The quick answer to this question is yes, they often stay on record. In most countries, dropped charges appear in background checks unless they are expunged or sealed. However, different legislations have certain criteria, processes, and eligibility requirements to follow.
In this article, we’re taking a look into how the US and Canadian laws treat dropped charges and how they define parameters for such cases. Read on!
In the US, dropped and dismissed charges stay on your record unless you request to expunge or seal them.
They are public records, meaning they will appear whenever an employer or another entity conducts a background check on you.
The good news is that most employment background checks only search for convictions. In several states, it’s illegal for companies to consider arrests without convictions or dropped charges when looking into your application.
Dismissed vs. Dropped Charges
In the US, your non-conviction charge can either be dismissed or dropped.
When the prosecution team decides that there isn’t enough evidence to take the case to the court, they may withdraw it. In that case, the charges are dropped.
Meanwhile, if the prosecution takes the case to the court, and your defense successfully proves that evidence is lacking, then the case is dismissed.
Either way, these will stay on your record.
Expunged and Sealed Records
When charges are dismissed or dropped, you can have the records expunged or sealed.
Expungement means the destruction of all information in the charge. These include any fingerprints, photos, or other information related to the case.
Meanwhile, sealing your records means the records become inaccessible to the public eye, although they are not erased. Sometimes, even law enforcement authorities are not allowed to view sealed records.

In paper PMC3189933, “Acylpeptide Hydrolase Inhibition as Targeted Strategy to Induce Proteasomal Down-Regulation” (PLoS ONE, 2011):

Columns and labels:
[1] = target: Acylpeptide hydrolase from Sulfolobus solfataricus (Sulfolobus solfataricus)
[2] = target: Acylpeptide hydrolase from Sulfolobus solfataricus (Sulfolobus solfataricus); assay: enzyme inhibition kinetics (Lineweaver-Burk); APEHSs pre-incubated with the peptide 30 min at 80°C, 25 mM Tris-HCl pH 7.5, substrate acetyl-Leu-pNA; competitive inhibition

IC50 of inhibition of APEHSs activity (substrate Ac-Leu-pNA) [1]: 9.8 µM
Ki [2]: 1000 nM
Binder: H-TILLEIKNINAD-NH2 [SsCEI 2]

Either way, record expungement or sealing does not happen automatically. It’s your duty to file a request for expungement or sealing.
In some states, you can only have one expunged record in your entire lifetime. It’s best to use it wisely.
Criteria for Expungement
State laws vary widely when it comes to expungement eligibility. Some of them allow it only for dropped or dismissed charges. Some of them allow expungement even after a conviction but only for certain offenses such as minor infractions and misdemeanors.
The following are common criteria to be eligible for expungement:
- Enough time has passed since the indictment or conclusion of the case.
- No additional criminal cases have been filed after the initial case.
- No convictions for disqualifying cases, such as serious felonies, occurred.
- You have little to no prior criminal history.
- You have completed all terms of deferred disposition, parole, probation, or sentence.
If the court grants the request, you need to provide copies of the expungement order to all law enforcement agencies carrying records of the case.
Similarly, dropped or dismissed records stay on your record. Expect to find them on any background checks relating to you unless you request a so-called File Destruction.
What is a “Dropped” Charge?
If a charge is dropped, this means the court’s decision has been anything other than guilty. These decisions may be:
- Acquittal – a decision is made that you’re not guilty of the charge. However, this doesn’t mean you’re innocent. The defendant may have simply failed to prove guilt beyond reasonable doubt.
- Dismissal – you are not guilty and the case is concluded.
- Stay of Proceedings – a decision to halt the trial or any other legal proceedings related to your case. This is very rare and can be eventually lifted.
Record Suspensions (Pardons)
Record Suspensions, or Pardons, remove your case from public records. The case won’t show up when you apply for a job, travel, or do volunteer work. You need to apply for it, however.